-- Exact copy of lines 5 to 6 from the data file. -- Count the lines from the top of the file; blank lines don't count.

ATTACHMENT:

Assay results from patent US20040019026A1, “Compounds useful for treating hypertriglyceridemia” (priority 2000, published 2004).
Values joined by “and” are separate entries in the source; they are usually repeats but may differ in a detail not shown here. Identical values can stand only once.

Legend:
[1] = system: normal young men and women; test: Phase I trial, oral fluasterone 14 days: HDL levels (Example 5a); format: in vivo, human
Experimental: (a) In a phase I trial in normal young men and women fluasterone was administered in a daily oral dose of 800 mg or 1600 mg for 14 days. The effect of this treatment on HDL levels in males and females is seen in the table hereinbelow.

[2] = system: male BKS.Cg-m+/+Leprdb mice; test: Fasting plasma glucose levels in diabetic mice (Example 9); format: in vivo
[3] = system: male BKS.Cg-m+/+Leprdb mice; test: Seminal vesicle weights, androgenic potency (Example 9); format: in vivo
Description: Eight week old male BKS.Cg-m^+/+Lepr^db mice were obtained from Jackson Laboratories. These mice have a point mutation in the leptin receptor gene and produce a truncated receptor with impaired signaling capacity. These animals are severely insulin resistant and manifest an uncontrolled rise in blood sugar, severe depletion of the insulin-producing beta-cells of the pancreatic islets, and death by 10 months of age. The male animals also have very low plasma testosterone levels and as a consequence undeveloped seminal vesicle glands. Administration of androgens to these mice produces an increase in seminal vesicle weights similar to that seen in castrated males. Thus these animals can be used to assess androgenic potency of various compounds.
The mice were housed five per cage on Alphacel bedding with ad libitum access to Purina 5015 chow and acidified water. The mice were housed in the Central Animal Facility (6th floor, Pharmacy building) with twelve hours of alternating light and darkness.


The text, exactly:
Experimental: (a) In a phase I trial in normal young men and women fluasterone was administered in a daily oral dose of 800 mg or 1600 mg for 14 days. The effect of this treatment on HDL levels in males and females is seen in the table hereinbelow.

[2] = system: male BKS.Cg-m+/+Leprdb mice; test: Fasting plasma glucose levels in diabetic mice (Example 9); format: in vivo